After ‘Parasite’ and ‘Roma,’ What Can the Oscars International Race Do for an Encore?

AWARDS BEAT

On the heels of two of the most successful non-English films in Oscar history, the category is facing a year of production halts and theater closings

These should be the best of times for the Oscars’ Best International Feature Film category. After all, last year’s winner, “Parasite,” went on to win additional Oscars for Best Picture and Best Director. The year before, “Roma” won in the category that was then called Best Foreign Language Film, then added Best Director and Best Cinematography awards.

With the Academy adding more members outside the United States every year, the international category is becoming more and more of a powerhouse. But can it continue that clout this year, when production and exhibition has been curtailed by the COVID-19 pandemic and there may well be fewer entries than usual? And regardless of the number of entries, is there anything out there that feels like the next “Roma” or “Parasite”?

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Steve Pond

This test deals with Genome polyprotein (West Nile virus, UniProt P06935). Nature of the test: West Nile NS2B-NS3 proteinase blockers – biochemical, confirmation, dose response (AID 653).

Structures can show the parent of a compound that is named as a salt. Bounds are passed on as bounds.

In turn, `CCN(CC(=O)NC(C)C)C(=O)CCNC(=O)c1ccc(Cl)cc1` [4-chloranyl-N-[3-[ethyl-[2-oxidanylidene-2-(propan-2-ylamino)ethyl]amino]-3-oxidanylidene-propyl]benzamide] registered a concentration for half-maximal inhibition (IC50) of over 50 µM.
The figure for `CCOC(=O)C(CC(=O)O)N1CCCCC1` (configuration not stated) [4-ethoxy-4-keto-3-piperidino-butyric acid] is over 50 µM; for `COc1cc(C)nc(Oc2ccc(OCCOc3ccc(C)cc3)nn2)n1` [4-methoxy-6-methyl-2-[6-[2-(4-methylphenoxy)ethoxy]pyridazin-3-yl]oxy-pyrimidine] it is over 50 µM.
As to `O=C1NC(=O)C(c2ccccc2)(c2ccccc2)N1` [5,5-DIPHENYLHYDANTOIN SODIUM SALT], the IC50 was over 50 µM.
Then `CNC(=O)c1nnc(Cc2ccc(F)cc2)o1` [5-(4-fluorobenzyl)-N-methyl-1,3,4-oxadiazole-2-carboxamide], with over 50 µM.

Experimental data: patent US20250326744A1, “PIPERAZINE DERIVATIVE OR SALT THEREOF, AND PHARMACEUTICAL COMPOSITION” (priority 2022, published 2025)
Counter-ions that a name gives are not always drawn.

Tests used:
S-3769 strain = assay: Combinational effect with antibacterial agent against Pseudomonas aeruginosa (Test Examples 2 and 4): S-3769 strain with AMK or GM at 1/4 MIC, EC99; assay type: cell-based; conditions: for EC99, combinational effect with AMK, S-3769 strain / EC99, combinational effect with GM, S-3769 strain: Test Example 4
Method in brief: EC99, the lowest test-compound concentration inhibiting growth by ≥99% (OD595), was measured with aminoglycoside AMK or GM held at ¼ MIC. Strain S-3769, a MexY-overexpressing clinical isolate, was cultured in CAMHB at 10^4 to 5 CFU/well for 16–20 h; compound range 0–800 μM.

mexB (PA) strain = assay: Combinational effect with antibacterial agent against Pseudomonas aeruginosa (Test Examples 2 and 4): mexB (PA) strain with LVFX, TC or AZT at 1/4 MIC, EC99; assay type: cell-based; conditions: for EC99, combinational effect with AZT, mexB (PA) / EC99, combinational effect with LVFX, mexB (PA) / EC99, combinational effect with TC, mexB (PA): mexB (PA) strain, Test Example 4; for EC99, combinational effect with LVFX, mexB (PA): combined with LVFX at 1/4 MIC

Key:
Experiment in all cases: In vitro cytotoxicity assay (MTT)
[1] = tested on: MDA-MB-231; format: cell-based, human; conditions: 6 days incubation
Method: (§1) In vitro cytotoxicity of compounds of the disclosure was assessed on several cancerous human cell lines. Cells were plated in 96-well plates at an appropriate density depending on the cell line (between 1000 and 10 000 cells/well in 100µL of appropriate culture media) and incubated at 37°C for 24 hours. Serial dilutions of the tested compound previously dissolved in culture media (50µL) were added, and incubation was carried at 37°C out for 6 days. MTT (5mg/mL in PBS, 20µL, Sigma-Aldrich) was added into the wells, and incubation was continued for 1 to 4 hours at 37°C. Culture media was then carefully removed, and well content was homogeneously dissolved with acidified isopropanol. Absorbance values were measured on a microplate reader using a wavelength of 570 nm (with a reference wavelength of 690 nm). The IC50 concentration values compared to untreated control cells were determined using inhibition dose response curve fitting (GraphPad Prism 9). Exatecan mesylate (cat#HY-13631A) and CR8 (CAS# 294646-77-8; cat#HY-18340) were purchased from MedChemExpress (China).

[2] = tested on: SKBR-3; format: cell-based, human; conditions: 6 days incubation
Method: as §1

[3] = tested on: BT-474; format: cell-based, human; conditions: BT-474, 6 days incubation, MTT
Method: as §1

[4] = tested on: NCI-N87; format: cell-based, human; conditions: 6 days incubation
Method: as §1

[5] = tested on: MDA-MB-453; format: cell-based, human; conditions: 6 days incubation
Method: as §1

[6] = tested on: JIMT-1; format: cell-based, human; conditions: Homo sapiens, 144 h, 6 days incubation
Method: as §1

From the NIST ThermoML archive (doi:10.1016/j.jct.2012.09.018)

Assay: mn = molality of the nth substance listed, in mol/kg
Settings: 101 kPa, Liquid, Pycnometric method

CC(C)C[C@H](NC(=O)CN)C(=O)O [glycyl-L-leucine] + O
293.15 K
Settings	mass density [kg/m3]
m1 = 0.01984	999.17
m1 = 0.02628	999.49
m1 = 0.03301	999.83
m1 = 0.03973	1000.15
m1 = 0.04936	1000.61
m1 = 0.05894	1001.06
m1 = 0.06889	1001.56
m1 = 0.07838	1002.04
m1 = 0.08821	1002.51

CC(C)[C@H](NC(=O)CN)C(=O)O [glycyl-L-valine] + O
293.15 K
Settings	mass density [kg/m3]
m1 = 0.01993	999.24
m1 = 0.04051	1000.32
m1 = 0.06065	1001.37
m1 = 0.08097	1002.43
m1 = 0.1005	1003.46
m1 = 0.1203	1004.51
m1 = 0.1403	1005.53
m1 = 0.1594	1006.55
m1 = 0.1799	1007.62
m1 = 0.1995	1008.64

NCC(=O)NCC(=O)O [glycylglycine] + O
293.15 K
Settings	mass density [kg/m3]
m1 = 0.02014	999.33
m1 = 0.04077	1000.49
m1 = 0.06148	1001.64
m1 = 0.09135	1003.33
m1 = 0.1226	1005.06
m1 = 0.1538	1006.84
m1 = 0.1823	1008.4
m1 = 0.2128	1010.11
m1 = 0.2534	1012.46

Steve Pond has been writing about film, music, pop culture and the entertainment industry for more than 40 years. He has served as TheWrap’s awards editor and executive editor, awards since joining the company in 2009. Steve began his career writing about music for the Los Angeles Times, where he remained a contributor for more than 15 years, and Rolling Stone, where he was West Coast Music Editor and wrote 16 cover stories. He moved into film coverage with a weekly column in the Washington Post and became a contributing writer at Premiere magazine, where he became the first journalist to have all access to the Academy Awards show and rehearsals. He has also written for the New York Times, Movieline, the DGA Quarterly, GQ, Playboy, the Christian Science Monitor, USA Today, New York, the Christian Science Monitor, Live! magazine and many others. He is the author of the Los Angeles Times bestseller “The Big Show: High Times and Dirty Dealings Backstage at the Academy Awards” (Faber and Faber, 2005). He has also written “Elvis in Hollywood” (New American Library, 1990) and contributed to books that include “Cash,” “The Rolling Stone Reader,” U2: The Rolling Stone Files,” “Bruce Springsteen: The Rolling Stone Files” and “The Rolling Stone Interviews: The 1980s.” He was the co-managing editor of the syndicated TV news program “The Industry News” and the creative consultant for the A&E series “The Inside Track With Graham Nash.” He has won L.A. Press Club awards for stories in TheWrap, the Los Angeles Times and Playboy, and was nominated for a National Magazine Award for a story in Premiere.